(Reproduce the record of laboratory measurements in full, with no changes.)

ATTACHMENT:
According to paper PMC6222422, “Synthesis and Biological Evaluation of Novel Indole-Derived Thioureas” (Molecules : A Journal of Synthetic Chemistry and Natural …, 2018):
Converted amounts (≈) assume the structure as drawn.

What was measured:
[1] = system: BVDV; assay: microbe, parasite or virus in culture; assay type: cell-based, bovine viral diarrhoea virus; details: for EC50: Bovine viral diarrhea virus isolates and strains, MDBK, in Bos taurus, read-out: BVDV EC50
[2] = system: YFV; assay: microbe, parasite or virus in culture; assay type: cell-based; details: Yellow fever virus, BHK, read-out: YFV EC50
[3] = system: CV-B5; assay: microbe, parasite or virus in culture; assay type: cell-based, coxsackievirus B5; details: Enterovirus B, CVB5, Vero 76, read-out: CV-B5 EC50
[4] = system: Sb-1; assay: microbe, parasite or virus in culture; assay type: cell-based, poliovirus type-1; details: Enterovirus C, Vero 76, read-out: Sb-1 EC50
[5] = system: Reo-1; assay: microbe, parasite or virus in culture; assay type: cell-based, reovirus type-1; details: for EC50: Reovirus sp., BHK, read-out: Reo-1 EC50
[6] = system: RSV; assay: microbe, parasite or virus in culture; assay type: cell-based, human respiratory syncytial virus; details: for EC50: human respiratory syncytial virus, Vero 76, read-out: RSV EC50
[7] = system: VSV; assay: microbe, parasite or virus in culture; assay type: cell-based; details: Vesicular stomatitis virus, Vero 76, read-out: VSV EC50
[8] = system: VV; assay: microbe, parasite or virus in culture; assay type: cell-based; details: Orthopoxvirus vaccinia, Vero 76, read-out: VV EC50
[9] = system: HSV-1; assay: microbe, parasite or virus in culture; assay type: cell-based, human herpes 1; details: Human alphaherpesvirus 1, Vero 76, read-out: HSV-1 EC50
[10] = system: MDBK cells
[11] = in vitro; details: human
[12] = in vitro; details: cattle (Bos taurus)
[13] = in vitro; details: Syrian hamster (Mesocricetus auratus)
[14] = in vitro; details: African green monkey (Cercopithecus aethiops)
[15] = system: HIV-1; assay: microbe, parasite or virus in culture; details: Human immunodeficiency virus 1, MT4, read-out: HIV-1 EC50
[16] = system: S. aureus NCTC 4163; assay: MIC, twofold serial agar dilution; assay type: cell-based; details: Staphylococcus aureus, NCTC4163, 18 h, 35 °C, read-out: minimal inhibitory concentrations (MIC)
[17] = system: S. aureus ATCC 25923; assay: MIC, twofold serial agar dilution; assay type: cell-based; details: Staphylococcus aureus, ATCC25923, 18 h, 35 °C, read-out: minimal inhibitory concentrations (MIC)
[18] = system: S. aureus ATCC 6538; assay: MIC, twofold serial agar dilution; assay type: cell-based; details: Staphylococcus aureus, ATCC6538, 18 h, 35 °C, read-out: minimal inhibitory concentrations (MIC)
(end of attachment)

According to paper PMC6222422, “Synthesis and Biological Evaluation of Novel Indole-Derived Thioureas” (Molecules : A Journal of Synthetic Chemistry and Natural …, 2018):
Converted amounts (≈) assume the structure as drawn.

What was measured:
[1] = system: BVDV; assay: microbe, parasite or virus in culture; assay type: cell-based, bovine viral diarrhoea virus; details: for EC50: Bovine viral diarrhea virus isolates and strains, MDBK, in Bos taurus, read-out: BVDV EC50
[2] = system: YFV; assay: microbe, parasite or virus in culture; assay type: cell-based; details: Yellow fever virus, BHK, read-out: YFV EC50
[3] = system: CV-B5; assay: microbe, parasite or virus in culture; assay type: cell-based, coxsackievirus B5; details: Enterovirus B, CVB5, Vero 76, read-out: CV-B5 EC50
[4] = system: Sb-1; assay: microbe, parasite or virus in culture; assay type: cell-based, poliovirus type-1; details: Enterovirus C, Vero 76, read-out: Sb-1 EC50
[5] = system: Reo-1; assay: microbe, parasite or virus in culture; assay type: cell-based, reovirus type-1; details: for EC50: Reovirus sp., BHK, read-out: Reo-1 EC50
[6] = system: RSV; assay: microbe, parasite or virus in culture; assay type: cell-based, human respiratory syncytial virus; details: for EC50: human respiratory syncytial virus, Vero 76, read-out: RSV EC50
[7] = system: VSV; assay: microbe, parasite or virus in culture; assay type: cell-based; details: Vesicular stomatitis virus, Vero 76, read-out: VSV EC50
[8] = system: VV; assay: microbe, parasite or virus in culture; assay type: cell-based; details: Orthopoxvirus vaccinia, Vero 76, read-out: VV EC50
[9] = system: HSV-1; assay: microbe, parasite or virus in culture; assay type: cell-based, human herpes 1; details: Human alphaherpesvirus 1, Vero 76, read-out: HSV-1 EC50
[10] = system: MDBK cells
[11] = in vitro; details: human
[12] = in vitro; details: cattle (Bos taurus)
[13] = in vitro; details: Syrian hamster (Mesocricetus auratus)
[14] = in vitro; details: African green monkey (Cercopithecus aethiops)
[15] = system: HIV-1; assay: microbe, parasite or virus in culture; details: Human immunodeficiency virus 1, MT4, read-out: HIV-1 EC50
[16] = system: S. aureus NCTC 4163; assay: MIC, twofold serial agar dilution; assay type: cell-based; details: Staphylococcus aureus, NCTC4163, 18 h, 35 °C, read-out: minimal inhibitory concentrations (MIC)
[17] = system: S. aureus ATCC 25923; assay: MIC, twofold serial agar dilution; assay type: cell-based; details: Staphylococcus aureus, ATCC25923, 18 h, 35 °C, read-out: minimal inhibitory concentrations (MIC)
[18] = system: S. aureus ATCC 6538; assay: MIC, twofold serial agar dilution; assay type: cell-based; details: Staphylococcus aureus, ATCC6538, 18 h, 35 °C, read-out: minimal inhibitory concentrations (MIC)